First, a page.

What to pack in your hospital bag: your complete checklist

It is actually never untimely to unite all the basics you’ll require during work as well as birth and for after your infant is born. Regardless of whether you are actually certainly not considering to have your infant in a medical center or birth centre, you may need to have to enter unexpectedly, therefore try to have a bag loaded by the time you have to do with 36 weeks expecting.

Hospitals vary in their policies regarding what you are actually allowed to deliver with you when you have your little one. You may want to take a few items coming from property, including your own cushions, to create the environment more private. However realize that health centers can be quick on area.

If you want, pack 2 bags: one for labour and also the hours promptly after your baby is born, as well as another for a remain on the postnatal ward.

If you are actually steering to medical center, you can leave the second bag in the vehicle. If you possess a direct childbirth, you may leave behind health center on the exact same day and certainly not require the second bag in all.

What should I pack for labour?

  • Your birth plan and maternity notes.
  • Old nightdress or T-shirt to wear in labour. It will probably get a bit messy, so don’t buy anything specially to wear in hospital.
  • Dressing gown  This will be useful if you end up pacing hospital corridors in early labour. You’ll probably also want one on the postnatal ward. Hospitals can be very warm, so a lightweight one may be better. A dark colour or a busy pattern will help to hide any stains.
  • Backless slippers  that are easy to get on and off. Flip-flops work well, too.
  • Socks  Believe it or not, your feet can get cold during labour.
  • Massage oil or lotion if you would like to be massaged during your labour. You might also like to invest in a massage roller or similar aid, so your birth partner can massage you for longer.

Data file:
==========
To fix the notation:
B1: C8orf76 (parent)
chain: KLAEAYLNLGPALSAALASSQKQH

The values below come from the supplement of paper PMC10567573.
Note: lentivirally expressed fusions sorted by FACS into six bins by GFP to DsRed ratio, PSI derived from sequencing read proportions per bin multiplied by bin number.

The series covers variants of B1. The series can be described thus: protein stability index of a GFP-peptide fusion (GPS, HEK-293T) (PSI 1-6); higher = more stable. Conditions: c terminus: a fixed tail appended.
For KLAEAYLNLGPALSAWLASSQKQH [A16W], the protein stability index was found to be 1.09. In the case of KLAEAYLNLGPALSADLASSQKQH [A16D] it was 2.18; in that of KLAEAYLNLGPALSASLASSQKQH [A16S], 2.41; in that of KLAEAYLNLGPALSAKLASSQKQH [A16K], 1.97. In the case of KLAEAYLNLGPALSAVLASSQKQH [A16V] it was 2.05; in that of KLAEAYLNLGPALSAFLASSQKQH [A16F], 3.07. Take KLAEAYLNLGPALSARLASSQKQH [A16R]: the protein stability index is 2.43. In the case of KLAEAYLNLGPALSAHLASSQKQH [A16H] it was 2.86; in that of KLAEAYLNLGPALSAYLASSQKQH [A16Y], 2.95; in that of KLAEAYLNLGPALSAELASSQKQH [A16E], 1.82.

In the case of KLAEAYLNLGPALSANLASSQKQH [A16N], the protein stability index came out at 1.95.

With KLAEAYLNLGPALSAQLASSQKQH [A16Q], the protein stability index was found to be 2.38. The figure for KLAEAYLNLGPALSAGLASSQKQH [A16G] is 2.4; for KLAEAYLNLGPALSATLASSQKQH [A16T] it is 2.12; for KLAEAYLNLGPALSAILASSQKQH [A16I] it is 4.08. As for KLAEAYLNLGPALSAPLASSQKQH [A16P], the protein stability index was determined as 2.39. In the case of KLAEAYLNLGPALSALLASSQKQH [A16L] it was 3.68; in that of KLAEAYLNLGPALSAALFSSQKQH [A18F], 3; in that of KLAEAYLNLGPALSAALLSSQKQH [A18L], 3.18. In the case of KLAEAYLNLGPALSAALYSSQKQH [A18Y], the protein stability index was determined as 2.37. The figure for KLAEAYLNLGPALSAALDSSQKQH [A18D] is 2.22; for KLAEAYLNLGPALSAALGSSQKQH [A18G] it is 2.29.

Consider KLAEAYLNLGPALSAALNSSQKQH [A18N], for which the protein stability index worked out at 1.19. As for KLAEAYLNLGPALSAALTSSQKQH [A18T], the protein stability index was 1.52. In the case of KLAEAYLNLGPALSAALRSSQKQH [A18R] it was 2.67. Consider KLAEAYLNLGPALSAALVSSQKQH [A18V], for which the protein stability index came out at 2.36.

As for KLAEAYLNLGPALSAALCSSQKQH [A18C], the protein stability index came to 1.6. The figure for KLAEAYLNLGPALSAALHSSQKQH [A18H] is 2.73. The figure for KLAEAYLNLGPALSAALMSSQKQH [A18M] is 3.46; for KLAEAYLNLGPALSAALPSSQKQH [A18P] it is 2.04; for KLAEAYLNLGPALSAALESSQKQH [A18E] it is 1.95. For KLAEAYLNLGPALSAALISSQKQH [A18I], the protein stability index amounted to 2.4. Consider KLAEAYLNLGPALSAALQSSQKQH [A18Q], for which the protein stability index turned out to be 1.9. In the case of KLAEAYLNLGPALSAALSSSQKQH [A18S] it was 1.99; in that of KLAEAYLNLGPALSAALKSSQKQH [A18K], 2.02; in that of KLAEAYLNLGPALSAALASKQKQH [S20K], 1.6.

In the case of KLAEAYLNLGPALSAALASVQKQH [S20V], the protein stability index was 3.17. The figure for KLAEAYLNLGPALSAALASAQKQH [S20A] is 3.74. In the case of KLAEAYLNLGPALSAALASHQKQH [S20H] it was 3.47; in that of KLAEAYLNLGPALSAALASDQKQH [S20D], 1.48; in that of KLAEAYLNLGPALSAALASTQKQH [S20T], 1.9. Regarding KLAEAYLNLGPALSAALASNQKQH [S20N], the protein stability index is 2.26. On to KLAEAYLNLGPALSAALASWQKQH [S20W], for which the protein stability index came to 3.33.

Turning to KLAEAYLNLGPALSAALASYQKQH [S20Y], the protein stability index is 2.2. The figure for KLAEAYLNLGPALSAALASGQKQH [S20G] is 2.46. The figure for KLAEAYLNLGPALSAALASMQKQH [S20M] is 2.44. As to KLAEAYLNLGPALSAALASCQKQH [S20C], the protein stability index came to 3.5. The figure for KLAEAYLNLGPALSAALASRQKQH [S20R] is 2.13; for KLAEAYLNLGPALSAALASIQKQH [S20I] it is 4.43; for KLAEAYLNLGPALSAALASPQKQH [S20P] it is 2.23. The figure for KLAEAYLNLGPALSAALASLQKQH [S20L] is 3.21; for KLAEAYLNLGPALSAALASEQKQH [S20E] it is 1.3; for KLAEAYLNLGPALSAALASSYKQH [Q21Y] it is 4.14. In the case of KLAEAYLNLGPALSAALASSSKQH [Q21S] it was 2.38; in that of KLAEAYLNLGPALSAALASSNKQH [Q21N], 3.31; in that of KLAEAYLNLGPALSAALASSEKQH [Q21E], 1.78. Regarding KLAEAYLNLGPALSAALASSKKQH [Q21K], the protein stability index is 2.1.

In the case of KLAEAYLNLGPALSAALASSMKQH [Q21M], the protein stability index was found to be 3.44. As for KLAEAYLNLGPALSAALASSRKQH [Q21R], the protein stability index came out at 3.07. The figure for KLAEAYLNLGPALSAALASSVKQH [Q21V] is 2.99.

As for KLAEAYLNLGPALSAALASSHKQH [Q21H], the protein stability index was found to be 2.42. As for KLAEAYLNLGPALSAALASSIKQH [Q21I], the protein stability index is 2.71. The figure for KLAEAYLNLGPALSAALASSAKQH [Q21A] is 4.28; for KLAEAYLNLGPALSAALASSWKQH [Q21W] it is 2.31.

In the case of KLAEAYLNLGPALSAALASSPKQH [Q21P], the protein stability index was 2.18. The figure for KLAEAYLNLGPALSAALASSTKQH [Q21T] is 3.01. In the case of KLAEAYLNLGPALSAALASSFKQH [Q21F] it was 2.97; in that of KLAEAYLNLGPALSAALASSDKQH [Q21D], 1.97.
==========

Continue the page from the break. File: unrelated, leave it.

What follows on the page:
• Birth ball. This can help you to find different positions in labour, and may also help you manage the pain of contractions. Check whether the hospital has the right size for you. If not, take your own. Remember to bring a pump so your birth partner can inflate it for you.
  • Snacks and drinks for during and after the birth. Most women are able to eat and drink during labour, and it can help to keep your energy levels up. The hospital will have food and drink available, but you may prefer to pack a few things that you know you like. Choose carb-packed snacks that give slow-release energy to keep you going. Fruit, unsalted nuts, crisps, cereal bars and popcorn are all good options. You may also want some mints or boiled sweets to freshen your mouth. Also pack a few isotonic sports drinks, which are great for giving you a boost when you need it most.
  • Things to help you relax or pass the time, such as books, magazines, or a tablet. You may also want to download some fun and distracting apps on your phone to keep you occupied during early labour.
  • Lip balm  Your lips can dry out quickly on a warm labour ward, particularly if you’re using gas and air.
  • Hairbands  or a clip. If you have long hair, you may want it tied up.
  • Pillows. The hospital might not have enough to make you really comfortable. A C-shaped pillow can give you extra support when breastfeeding your baby.
  • TENS pain relief machine, if you are planning to use one. Some hospitals and birth centres do have them though, so check with yours first.
  • Music. Create a playlist of upbeat and/or soothing tracks to distract, calm and inspire you during labour.

Leave a Reply

Your email address will not be published. Required fields are marked *